From Food for Thought: Daily Meditations for Overeaters by Elisabeth L. ©1980, 1992 by Hazelden Foundation.
The Language of Letting Go
For those of us who have survived by controlling and surrendering, letting go may not come easily.
In recovery, we learn that it is important to identify what we want and need. Where does this concept leave us? With a large but clearly identified package of currently unmet wants and needs. We've taken the risk to stop denying and to start accepting what we want and need. The problem is, the want or need hangs there, unmet.
This can be a frustrating, painful, annoying, and sometimes obsession-producing place to be.
After identifying our needs, there is a next step in getting our wants and needs met. This step is one of the spiritual ironies of recovery. The next step is letting go of our wants and needs after we have taken painstaking steps to identify them.
We let them go, we give them up - on a mental, emotional, spiritual, and physical level. Sometimes, this means we need to give up. It is not always easy to get to this place, but this is usually where we need to go.
How often I have denied a want or need, then gone through the steps to identify my needs, only to become annoyed, frustrated, and challenged because I don't have what I want and don't know how to get it. If I then embark on a plan to control or influence getting that want or need met, I usually make things worse. Searching, trying to control the process, does not work. I must, I have learned to my dismay, let go.
Sometimes, I even have to go to the point of saying, "I don't want it. I realize it's important to me, but I cannot control obtaining that in my life. Now, I don't care anymore if I have it or not. In fact, I'm going to be absolutely happy without it and without any hope of getting it, because hoping to get it is making me nuts - the more I hope and try to get it, the more frustrated I feel because I'm not getting it."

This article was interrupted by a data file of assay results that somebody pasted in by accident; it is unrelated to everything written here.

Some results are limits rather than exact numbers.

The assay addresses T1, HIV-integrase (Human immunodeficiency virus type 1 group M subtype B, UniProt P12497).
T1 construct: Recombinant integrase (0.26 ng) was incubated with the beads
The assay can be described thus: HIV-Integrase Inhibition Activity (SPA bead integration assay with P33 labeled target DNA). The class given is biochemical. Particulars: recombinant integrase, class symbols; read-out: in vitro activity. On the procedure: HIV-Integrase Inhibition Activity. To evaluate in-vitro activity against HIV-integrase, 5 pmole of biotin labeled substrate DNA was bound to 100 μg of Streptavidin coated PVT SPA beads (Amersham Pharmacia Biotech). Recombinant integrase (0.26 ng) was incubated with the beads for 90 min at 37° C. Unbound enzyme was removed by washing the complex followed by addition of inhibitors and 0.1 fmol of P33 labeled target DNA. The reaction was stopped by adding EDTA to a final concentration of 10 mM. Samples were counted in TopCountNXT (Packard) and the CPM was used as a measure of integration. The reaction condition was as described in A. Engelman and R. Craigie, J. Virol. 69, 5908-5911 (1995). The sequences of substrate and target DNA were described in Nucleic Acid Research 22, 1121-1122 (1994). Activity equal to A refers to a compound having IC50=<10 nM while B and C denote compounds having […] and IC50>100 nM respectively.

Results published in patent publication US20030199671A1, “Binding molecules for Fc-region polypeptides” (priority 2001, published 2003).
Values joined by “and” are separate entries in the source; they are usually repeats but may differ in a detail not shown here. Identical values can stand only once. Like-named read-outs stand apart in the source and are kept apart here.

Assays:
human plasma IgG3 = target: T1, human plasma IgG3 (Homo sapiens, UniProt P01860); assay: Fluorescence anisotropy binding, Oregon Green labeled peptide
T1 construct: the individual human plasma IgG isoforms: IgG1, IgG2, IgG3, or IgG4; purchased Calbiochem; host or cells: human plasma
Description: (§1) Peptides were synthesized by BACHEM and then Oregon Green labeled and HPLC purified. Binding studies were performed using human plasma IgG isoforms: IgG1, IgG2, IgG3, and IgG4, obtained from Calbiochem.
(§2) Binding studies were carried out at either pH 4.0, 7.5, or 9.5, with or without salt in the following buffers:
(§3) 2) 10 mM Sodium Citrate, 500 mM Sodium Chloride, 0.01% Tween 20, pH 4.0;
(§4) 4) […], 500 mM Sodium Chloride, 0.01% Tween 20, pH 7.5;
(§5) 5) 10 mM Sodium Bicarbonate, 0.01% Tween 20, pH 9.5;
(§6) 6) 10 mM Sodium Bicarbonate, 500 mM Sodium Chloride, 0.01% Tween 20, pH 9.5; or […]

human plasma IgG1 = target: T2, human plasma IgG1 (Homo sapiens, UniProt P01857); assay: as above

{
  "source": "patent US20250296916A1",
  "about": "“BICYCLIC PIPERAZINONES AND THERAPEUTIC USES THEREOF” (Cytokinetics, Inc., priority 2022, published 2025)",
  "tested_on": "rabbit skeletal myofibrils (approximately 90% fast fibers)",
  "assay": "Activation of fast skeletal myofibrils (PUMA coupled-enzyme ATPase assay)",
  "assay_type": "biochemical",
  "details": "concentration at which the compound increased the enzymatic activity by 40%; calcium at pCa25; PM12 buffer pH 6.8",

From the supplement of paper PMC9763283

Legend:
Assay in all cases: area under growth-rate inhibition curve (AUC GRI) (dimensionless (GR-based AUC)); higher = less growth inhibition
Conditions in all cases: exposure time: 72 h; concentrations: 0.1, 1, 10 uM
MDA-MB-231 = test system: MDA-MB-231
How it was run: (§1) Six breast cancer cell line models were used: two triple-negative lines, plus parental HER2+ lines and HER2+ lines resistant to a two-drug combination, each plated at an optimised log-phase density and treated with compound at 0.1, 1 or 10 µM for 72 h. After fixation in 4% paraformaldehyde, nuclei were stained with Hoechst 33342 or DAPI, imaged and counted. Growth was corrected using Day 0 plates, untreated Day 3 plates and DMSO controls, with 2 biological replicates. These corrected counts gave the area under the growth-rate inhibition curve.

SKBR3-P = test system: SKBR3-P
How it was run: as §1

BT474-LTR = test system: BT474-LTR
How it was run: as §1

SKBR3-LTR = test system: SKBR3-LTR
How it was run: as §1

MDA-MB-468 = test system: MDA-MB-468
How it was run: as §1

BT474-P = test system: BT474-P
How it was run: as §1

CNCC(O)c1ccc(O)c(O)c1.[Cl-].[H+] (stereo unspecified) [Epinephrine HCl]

I don't know why the process works this way.
I know only that this is how the process works for me. I have found no way around the concept of letting go.
We often can have what we really want and need, or something better. Letting go is part of what we do to get it.
Today, I will strive to let go of those wants and needs that are causing me frustration. I will enter them on my goal list, then struggle to let go. I will trust God to bring me the desires of my heart, in God's time and in God's way.
From The Language of Letting Go by Melody Beattie ©1990, Hazelden Foundation.
We all see things differently. It is part of the wonderful variety of the world that we all have different points of view. We've all seen baseball players arguing with an umpire over a close call, but, in order to play the game, they must accept the umpire's judgment.
When we stubbornly refuse to let friends or family members speak their ideas simply because we disagree with them, we risk the loss of a friend or the understanding of a family member. It is when we allow others to disagree that we take a step forward--a step that opens our ears and our hearts to all sorts of people and ideas.
How well can I accept other's opinions today?
From Today's Gift: Daily Meditations for Families ©1985, 1991 by Hazelden Foundation.